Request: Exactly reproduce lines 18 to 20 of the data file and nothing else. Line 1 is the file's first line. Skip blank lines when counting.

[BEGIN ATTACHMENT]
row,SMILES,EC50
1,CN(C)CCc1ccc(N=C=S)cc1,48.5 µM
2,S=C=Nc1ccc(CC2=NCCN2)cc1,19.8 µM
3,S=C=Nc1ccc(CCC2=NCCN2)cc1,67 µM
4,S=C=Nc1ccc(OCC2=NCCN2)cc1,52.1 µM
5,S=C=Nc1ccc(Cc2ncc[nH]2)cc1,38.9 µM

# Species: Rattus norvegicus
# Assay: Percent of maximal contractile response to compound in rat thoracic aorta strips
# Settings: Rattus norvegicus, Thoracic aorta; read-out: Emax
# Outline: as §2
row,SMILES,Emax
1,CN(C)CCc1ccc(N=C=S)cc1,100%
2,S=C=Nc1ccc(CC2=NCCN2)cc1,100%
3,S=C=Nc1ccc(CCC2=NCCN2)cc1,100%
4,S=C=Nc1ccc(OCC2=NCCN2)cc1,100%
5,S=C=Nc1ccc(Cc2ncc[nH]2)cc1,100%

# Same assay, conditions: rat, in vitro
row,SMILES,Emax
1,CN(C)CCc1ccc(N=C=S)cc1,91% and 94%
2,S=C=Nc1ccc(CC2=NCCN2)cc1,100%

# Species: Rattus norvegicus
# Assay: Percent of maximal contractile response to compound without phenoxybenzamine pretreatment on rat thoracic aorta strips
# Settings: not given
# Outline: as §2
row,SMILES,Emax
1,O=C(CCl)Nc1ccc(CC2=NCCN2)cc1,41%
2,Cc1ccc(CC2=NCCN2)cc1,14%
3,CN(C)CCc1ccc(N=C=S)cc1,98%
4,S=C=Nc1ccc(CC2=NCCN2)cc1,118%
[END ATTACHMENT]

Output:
row,SMILES,Emax
1,CN(C)CCc1ccc(N=C=S)cc1,91% and 94%
2,S=C=Nc1ccc(CC2=NCCN2)cc1,100%